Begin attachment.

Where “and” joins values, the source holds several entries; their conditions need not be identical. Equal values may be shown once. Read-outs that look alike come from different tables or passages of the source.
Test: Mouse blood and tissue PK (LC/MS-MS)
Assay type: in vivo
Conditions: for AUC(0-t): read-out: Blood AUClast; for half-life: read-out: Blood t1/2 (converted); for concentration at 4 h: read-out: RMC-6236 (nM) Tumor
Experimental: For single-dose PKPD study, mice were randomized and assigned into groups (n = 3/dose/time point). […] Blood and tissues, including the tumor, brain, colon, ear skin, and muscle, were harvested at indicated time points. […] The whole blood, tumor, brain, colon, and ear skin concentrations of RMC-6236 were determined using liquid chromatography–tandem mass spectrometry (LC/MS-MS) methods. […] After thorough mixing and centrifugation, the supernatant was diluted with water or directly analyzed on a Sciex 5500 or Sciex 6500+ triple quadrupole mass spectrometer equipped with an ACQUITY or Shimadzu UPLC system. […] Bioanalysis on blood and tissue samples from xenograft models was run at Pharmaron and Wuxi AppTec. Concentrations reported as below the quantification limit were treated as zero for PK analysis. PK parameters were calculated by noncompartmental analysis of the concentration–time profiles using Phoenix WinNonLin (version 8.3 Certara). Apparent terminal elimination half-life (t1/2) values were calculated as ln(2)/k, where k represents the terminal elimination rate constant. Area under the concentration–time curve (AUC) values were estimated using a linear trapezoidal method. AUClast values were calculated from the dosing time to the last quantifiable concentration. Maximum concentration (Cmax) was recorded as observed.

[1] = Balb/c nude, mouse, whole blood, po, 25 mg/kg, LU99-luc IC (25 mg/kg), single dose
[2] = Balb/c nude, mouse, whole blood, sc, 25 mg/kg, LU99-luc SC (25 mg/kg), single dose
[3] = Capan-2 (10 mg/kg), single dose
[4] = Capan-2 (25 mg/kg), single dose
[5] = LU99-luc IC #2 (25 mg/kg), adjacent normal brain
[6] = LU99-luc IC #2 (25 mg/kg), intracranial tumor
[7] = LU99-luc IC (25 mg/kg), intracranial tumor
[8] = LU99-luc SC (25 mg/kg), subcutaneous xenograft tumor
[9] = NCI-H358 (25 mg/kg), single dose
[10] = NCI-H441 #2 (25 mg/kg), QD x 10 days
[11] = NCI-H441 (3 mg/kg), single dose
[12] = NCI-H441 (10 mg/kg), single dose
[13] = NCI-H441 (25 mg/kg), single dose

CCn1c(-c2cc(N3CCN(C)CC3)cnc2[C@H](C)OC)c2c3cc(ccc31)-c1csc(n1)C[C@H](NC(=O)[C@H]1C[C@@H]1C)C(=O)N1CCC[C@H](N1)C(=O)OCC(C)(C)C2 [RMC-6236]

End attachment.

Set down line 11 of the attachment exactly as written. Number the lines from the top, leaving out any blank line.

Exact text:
[6] = LU99-luc IC #2 (25 mg/kg), intracranial tumor